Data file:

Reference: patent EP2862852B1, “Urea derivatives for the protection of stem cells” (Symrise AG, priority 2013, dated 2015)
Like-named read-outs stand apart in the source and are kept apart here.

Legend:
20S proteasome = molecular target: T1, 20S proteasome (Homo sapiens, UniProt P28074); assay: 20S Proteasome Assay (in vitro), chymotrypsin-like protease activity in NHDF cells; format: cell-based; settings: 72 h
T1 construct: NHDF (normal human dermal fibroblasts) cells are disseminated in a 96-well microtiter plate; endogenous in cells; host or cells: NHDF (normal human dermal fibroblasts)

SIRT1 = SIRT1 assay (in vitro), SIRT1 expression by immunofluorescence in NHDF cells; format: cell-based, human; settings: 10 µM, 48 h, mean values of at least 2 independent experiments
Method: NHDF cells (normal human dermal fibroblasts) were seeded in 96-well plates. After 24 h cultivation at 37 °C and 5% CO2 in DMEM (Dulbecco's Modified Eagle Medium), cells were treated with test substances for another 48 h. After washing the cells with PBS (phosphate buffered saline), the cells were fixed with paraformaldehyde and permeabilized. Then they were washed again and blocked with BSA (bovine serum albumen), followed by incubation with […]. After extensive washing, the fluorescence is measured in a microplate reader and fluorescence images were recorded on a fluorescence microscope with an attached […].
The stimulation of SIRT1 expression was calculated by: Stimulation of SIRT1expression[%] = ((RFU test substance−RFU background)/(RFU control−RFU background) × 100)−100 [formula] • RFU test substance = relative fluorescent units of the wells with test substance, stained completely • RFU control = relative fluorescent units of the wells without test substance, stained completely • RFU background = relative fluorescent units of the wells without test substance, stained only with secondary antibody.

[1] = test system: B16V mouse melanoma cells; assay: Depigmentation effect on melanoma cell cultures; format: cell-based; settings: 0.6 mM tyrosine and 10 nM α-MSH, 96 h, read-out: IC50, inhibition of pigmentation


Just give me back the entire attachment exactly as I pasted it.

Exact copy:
Reference: patent EP2862852B1, “Urea derivatives for the protection of stem cells” (Symrise AG, priority 2013, dated 2015)
Like-named read-outs stand apart in the source and are kept apart here.

Legend:
20S proteasome = molecular target: T1, 20S proteasome (Homo sapiens, UniProt P28074); assay: 20S Proteasome Assay (in vitro), chymotrypsin-like protease activity in NHDF cells; format: cell-based; settings: 72 h
T1 construct: NHDF (normal human dermal fibroblasts) cells are disseminated in a 96-well microtiter plate; endogenous in cells; host or cells: NHDF (normal human dermal fibroblasts)

SIRT1 = SIRT1 assay (in vitro), SIRT1 expression by immunofluorescence in NHDF cells; format: cell-based, human; settings: 10 µM, 48 h, mean values of at least 2 independent experiments
Method: NHDF cells (normal human dermal fibroblasts) were seeded in 96-well plates. After 24 h cultivation at 37 °C and 5% CO2 in DMEM (Dulbecco's Modified Eagle Medium), cells were treated with test substances for another 48 h. After washing the cells with PBS (phosphate buffered saline), the cells were fixed with paraformaldehyde and permeabilized. Then they were washed again and blocked with BSA (bovine serum albumen), followed by incubation with […]. After extensive washing, the fluorescence is measured in a microplate reader and fluorescence images were recorded on a fluorescence microscope with an attached […].
The stimulation of SIRT1 expression was calculated by: Stimulation of SIRT1expression[%] = ((RFU test substance−RFU background)/(RFU control−RFU background) × 100)−100 [formula] • RFU test substance = relative fluorescent units of the wells with test substance, stained completely • RFU control = relative fluorescent units of the wells without test substance, stained completely • RFU background = relative fluorescent units of the wells without test substance, stained only with secondary antibody.

[1] = test system: B16V mouse melanoma cells; assay: Depigmentation effect on melanoma cell cultures; format: cell-based; settings: 0.6 mM tyrosine and 10 nM α-MSH, 96 h, read-out: IC50, inhibition of pigmentation